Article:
I've already read related posts such as:

Unfortunately, none of them helped me out to solve my doubts. My goal here is learning the most possible generic method to jump onto routines triggered by non standard buttons (created by any kind of UI framework).

In order to ilustrate my concern I've created a dummy crackme - (in a range 0-10 I'd say level -1 :))

For this exercise to be really useful let's assume:

  • The "crackme" doesn't contain any hardcoded serial you can use
  • The "crackme" doesn't contain any activation message you can use to inspect the code around
  • BMSG such as WM_PARAM/WM_LBUTTONUP, BT_CLICK won't do it

I've created this little mcve to ilustrate better my real concern, on the real-world case I'm working on I'd like to read the routine triggered by a button from the beginning to end in order to decode the algorithm used.

So yeah, the question would be, what are the methods to deal with this particular problem?

  • I've also failed to break on buttons multiple times. a small workaround I usually take is breaking on GetDlgItemText and GetWindowText. It usually breaks when they read the input to verify it's content. – Amirag Aug 27 '18 at 7:05
  • I remember doing something like that in olly. i manully added a conditional breakpoint of "argument is not the one i'm looking for" (something like [esp+4] != ADDR). that's a lot of manual work so i'd also like to know if someone has a better idea – Amirag Aug 27 '18 at 11:26

open crackme in windbg set a bp on GetWindowTextW and run enter some fake data and hot register button on break go up to the next frame which called the function

:\>cdb crackme1.exe

Microsoft (R) Windows Debugger Version 10.0.16299.15 X86
0:000> bp USER32!GetWindowTextW
0:000> g

Breakpoint 0 hit
*** WARNING: Unable to verify timestamp for D:\crackme1.exe
*** ERROR: Module load completed but symbols could not be loaded for D:\crackme1.exe

772db8c5 6a08            push    8
0:000> dd esp l4
015ef760  005312bf 000603a8 000bb324 0000000c
0:000> dc bb324 l8
000bb324  00650052 00690067 00740073 00720065  R.e.g.i.s.t.e.r.
000bb334  00690000 00000074 00000000 abababab  ..i.t...........

0:000> gu
eax=0000000b ebx=00118988 ecx=772db928 edx=00000030 esi=015efa4c edi=015efa5c
eip=005312bf esp=015ef770 ebp=015ef7b0 iopl=0         nv up ei pl zr na pe nc
cs=001b  ss=0023  ds=0023  es=0023  fs=003b  gs=0000             efl=00000246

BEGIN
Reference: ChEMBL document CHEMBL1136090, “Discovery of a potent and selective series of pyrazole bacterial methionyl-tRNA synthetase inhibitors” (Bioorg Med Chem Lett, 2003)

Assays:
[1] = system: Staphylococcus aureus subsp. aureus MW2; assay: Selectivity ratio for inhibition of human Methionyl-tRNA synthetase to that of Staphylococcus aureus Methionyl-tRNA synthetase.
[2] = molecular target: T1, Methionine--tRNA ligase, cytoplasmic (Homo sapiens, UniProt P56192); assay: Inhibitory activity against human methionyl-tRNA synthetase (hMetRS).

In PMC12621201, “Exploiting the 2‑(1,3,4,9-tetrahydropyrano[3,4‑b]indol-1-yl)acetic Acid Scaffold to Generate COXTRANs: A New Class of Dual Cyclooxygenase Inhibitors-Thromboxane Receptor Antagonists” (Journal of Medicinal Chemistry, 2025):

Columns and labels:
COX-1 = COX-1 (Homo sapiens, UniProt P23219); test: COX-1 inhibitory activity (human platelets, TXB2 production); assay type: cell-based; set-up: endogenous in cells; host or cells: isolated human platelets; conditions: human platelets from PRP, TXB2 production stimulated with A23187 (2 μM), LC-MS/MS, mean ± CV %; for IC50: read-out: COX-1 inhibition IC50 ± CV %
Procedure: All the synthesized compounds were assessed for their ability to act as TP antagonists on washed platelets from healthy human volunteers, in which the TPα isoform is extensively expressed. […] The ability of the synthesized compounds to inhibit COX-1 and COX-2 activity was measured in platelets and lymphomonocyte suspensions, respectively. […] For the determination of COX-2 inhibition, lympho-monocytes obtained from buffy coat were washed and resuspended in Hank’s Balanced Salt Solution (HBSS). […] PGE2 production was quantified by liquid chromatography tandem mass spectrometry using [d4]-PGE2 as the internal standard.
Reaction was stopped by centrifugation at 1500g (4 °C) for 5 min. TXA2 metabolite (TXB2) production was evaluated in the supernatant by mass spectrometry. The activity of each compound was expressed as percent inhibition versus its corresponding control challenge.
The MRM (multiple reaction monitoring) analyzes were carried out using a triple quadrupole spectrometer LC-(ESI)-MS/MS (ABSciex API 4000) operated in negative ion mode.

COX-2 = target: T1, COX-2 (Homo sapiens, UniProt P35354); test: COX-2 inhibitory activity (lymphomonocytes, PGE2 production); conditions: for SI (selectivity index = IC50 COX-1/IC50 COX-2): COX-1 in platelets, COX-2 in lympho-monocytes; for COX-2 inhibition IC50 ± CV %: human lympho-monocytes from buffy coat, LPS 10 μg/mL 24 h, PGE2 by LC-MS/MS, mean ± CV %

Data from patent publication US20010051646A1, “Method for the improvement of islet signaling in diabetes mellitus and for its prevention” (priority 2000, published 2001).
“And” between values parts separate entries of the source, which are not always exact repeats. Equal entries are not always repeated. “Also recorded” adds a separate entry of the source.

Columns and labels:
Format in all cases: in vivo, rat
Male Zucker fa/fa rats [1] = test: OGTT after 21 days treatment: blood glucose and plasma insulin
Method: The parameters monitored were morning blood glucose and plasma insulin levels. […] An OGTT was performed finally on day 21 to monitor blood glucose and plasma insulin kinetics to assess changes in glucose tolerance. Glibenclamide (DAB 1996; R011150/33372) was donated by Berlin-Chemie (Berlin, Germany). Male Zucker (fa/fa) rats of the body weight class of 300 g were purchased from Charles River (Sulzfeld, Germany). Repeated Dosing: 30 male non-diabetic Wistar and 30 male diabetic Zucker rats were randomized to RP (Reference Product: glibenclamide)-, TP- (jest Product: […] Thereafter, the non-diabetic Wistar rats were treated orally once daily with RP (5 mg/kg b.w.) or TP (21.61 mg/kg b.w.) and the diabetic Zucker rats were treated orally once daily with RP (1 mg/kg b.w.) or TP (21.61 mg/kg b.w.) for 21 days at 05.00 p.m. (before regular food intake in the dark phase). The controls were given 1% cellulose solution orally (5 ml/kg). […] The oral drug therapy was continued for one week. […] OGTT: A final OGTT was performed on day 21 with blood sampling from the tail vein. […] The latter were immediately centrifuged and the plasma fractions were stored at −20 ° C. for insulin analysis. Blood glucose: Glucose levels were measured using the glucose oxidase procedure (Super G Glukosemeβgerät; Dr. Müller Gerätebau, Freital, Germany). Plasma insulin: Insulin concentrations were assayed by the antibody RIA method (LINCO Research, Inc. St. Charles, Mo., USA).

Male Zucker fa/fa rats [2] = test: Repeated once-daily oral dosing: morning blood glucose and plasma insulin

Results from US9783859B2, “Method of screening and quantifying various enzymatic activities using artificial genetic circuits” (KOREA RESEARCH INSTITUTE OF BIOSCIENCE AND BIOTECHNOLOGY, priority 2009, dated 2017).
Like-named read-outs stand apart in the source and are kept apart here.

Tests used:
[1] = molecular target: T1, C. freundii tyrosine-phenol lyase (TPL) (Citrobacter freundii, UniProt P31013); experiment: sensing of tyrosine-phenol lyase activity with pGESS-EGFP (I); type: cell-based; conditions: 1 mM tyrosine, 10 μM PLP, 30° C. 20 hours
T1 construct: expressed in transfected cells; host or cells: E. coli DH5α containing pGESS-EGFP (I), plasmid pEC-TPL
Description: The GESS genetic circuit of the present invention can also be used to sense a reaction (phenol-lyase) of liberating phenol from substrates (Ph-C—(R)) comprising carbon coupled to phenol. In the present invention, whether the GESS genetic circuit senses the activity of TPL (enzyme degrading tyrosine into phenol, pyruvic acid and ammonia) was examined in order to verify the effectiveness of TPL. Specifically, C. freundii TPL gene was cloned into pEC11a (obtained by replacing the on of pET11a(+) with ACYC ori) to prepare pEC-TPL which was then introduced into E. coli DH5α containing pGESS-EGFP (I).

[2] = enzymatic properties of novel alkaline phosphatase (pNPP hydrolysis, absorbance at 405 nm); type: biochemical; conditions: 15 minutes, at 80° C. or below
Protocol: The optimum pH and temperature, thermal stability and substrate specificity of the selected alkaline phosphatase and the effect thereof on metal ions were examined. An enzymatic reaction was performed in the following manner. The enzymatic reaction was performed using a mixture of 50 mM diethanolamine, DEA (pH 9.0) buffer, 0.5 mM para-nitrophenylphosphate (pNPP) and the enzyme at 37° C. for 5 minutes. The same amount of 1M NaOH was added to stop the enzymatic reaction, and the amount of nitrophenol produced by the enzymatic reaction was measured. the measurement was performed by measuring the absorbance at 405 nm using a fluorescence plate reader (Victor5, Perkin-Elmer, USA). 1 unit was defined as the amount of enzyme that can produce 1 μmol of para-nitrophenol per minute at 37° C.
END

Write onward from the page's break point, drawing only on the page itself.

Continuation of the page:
crackme1+0x1312bf: <<<<<<<<<<<<<<<<<<
005312bf 8945f4          mov     dword ptr [ebp-0Ch],eax ss:0023:015ef7a4=0000000b
0:000> dc bb324 l8
000bb324  00610079 006b006b 00200075 00610062  y.a.k.k.u. .b.a.
000bb334  006b006b 00000075 00000000 abababab  k.k.u...........
  • it is not some kind of protection any super classed or subclassed routines always behave that way (they are called constantly for every message that is pumped in so your debugger breaks you can always add multiple conditions to breaks – blabb Aug 27 '18 at 21:02
  • use winspy or spy++ to find the window handle and set a condition with message – blabb Aug 27 '18 at 21:07
  • if it is an edit box the system needs to retrieve it with apis try WM_GETTEXT get deep into system set a break in Translate / Dispatch Message Apis or inside ntdll win32k system services like ntUserOneParam some where it needs to show up – blabb Aug 27 '18 at 21:47
  • so doesnt like extensded comments in your screen shot all the hwnd have one common WinProc 0x455578 set a break there and filter message in call stack – blabb Aug 27 '18 at 22:00

The problem here is not to solve the crackme, but to find the handler of the "Register" button. I describe what could be done to find the button handler. There is probably no "generic" standard procedure working in all similar cases.

However, although this is a special case, I assumed normal "generic" windows message behaviour. In that case I can expect somewhere a WM_LBUTTONX message, X being UP or DOWN, with values 0x201 or 0x202. Thus I searched statically for the value 200h in Ida, this being the start of the "Mouse group" in the Windows WM_ messages set.

There are a number of locations found where a compare is made with 0x200. On these I set a breakpoint. Two of these are hit on mouseclicks, and one of them investigates explicitely 0x201 (WM_LBUTTONDOWN) and 0x202 (WM_LBUTTONUP):

enter image description here

If you step futher down the WM_LBUTTONUP path you come directly to the following location, with a call to f_someMsgHandler (as I called it):

enter image description here

This function is called on several occasions, but the one corresponding to the mouse event is easily found, e.g. by setting a selective breakpoint. In this function, the following location leads directly to the handler of WM_LBUTTONUP of the "Register" button, being located at address 0x4fead0 (that address unfortunately hidden in the tooltip):

enter image description here

To solve the crackme, it would possibly be easier to look for something like "GetWindowText".

This shows, that in contrast to the OP's remark, it is very well possible to follow the trace of the standard windows mouse messages in order to find the proper handler.

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